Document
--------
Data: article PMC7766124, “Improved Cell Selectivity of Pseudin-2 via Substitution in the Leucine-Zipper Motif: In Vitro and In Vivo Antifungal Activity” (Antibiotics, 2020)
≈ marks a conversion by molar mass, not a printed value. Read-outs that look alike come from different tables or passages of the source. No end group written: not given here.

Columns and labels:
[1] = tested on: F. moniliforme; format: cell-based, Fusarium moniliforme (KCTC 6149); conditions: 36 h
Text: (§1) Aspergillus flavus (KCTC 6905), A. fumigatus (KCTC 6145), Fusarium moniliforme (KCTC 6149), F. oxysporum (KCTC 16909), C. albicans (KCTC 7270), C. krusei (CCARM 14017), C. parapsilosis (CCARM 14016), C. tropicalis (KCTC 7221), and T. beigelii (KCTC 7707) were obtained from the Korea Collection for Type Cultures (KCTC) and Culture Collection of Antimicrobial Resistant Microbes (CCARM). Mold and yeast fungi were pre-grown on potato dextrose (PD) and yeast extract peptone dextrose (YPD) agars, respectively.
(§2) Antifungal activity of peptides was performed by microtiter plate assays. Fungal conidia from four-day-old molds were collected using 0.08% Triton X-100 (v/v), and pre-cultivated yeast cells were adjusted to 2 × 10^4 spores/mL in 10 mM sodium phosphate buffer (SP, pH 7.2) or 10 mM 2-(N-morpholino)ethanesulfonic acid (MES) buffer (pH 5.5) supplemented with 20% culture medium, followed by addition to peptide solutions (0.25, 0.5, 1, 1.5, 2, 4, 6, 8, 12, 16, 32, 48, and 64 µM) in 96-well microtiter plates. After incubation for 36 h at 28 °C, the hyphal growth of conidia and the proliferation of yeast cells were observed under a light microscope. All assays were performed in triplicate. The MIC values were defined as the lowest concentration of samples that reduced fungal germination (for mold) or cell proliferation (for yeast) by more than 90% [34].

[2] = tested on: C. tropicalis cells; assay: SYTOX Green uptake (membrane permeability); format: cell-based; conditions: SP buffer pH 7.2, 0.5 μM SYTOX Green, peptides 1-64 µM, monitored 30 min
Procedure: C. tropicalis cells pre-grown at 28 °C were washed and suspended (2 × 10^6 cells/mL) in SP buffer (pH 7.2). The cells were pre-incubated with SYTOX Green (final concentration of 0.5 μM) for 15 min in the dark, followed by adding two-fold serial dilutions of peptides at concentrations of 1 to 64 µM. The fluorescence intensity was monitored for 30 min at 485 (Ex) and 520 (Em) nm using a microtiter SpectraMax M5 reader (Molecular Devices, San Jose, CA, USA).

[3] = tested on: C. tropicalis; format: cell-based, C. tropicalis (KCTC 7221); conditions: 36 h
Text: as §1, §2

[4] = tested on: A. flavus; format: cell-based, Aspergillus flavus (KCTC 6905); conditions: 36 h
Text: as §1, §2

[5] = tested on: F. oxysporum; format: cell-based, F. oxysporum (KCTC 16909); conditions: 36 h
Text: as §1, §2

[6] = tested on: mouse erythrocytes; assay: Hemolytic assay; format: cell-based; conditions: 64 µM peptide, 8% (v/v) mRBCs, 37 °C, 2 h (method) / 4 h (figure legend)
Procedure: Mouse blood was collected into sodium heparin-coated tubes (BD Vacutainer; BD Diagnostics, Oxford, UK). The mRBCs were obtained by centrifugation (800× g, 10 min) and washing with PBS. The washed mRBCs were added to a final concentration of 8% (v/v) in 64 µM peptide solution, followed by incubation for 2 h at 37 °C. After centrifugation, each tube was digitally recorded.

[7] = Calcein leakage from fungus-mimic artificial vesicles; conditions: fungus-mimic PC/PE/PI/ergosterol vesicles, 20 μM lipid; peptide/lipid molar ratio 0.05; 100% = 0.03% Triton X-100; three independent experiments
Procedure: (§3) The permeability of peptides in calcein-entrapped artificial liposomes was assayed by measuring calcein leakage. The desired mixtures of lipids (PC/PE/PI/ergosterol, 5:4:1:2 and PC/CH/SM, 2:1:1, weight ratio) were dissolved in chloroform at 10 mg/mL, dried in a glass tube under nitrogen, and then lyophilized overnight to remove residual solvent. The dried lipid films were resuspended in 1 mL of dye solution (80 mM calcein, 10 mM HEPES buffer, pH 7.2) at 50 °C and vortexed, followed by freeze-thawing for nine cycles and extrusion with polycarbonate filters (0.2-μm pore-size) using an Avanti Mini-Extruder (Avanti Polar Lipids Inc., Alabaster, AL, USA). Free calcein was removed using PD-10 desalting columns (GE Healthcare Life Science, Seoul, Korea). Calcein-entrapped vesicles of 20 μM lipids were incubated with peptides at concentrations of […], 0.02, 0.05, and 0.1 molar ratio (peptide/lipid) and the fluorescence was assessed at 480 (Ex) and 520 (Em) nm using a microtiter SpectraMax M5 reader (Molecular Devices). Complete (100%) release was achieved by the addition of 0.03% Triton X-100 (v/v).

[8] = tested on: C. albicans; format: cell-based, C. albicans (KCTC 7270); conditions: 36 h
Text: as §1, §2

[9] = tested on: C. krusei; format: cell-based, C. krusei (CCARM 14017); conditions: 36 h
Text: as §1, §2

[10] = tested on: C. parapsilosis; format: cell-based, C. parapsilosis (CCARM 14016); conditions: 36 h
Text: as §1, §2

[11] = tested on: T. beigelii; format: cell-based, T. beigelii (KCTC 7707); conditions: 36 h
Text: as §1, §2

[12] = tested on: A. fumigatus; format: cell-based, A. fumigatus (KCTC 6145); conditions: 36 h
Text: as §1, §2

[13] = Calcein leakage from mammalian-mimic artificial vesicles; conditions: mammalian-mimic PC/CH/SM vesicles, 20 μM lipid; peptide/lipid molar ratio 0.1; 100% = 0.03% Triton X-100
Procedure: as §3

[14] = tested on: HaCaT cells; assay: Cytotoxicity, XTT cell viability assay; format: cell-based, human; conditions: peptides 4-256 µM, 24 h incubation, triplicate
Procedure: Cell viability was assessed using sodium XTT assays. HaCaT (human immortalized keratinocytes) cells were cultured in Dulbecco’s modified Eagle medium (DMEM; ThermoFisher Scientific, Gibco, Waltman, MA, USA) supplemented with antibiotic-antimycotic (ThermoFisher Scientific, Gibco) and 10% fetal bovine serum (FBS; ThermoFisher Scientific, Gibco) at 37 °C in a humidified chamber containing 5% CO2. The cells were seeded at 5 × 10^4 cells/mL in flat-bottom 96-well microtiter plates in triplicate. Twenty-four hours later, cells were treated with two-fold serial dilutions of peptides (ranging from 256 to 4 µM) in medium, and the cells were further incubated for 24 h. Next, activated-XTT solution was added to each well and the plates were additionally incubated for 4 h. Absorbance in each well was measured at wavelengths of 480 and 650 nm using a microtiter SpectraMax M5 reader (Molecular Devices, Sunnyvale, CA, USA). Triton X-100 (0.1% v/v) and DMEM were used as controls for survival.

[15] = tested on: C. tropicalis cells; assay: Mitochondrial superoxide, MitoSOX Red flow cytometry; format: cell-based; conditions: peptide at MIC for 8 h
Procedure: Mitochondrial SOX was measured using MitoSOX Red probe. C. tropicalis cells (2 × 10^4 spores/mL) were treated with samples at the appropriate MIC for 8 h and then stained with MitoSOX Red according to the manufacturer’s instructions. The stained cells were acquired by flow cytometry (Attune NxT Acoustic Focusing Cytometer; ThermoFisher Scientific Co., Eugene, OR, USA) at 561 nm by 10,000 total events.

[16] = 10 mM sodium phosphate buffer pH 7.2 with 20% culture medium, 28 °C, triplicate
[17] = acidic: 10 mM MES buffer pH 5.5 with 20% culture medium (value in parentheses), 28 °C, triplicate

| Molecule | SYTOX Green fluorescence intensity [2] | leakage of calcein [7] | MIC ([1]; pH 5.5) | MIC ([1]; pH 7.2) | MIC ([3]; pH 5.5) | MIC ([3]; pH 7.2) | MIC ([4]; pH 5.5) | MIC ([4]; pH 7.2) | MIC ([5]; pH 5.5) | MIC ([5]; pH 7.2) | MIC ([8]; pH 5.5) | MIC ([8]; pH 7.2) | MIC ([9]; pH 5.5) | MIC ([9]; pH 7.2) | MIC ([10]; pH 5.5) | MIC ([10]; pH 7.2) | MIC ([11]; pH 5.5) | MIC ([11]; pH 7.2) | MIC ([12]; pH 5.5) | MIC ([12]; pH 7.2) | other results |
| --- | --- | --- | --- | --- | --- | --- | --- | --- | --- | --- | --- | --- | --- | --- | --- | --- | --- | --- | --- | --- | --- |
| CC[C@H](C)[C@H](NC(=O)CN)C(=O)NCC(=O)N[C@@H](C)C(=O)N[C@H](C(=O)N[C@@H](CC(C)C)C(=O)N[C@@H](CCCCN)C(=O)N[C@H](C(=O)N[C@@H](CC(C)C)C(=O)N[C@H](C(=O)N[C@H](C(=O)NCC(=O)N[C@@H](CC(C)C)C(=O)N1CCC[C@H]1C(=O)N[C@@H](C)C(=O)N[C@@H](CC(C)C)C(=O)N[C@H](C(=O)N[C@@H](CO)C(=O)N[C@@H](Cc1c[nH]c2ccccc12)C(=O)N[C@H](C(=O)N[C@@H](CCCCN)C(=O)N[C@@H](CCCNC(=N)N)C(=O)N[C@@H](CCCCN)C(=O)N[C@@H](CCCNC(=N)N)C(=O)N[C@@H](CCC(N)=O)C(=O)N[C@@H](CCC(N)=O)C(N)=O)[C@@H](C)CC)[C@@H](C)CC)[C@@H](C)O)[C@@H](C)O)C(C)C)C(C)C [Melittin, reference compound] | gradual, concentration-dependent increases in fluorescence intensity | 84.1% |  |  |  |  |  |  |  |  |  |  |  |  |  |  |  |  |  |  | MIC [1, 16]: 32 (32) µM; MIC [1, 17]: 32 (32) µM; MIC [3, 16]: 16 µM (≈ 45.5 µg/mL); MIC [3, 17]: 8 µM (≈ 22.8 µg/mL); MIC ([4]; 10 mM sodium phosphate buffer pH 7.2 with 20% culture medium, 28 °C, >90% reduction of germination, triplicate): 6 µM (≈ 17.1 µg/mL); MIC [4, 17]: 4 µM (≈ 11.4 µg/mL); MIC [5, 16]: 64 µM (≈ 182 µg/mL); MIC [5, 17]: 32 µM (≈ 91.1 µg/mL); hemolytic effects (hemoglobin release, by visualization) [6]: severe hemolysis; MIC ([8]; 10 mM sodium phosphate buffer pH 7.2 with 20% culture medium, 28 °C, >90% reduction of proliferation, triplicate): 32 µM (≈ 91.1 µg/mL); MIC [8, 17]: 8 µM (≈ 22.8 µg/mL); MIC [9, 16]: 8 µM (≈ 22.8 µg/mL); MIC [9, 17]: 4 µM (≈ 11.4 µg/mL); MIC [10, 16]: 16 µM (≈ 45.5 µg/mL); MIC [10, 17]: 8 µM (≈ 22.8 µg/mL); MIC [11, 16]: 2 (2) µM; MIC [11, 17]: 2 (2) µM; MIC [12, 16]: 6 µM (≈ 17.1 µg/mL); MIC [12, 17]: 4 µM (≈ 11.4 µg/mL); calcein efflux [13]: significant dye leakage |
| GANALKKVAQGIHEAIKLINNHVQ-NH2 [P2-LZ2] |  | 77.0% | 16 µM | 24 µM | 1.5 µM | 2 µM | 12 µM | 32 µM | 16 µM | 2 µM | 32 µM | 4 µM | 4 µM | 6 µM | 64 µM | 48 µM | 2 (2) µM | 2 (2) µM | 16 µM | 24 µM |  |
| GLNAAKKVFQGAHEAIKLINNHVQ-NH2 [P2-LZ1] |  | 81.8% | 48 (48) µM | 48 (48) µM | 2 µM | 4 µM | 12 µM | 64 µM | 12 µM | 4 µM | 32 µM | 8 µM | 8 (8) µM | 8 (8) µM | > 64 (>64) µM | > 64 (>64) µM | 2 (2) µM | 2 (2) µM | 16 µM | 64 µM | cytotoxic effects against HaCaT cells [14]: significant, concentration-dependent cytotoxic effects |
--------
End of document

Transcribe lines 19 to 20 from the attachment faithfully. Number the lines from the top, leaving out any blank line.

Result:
[8] = tested on: C. albicans; format: cell-based, C. albicans (KCTC 7270); conditions: 36 h
Text: as §1, §2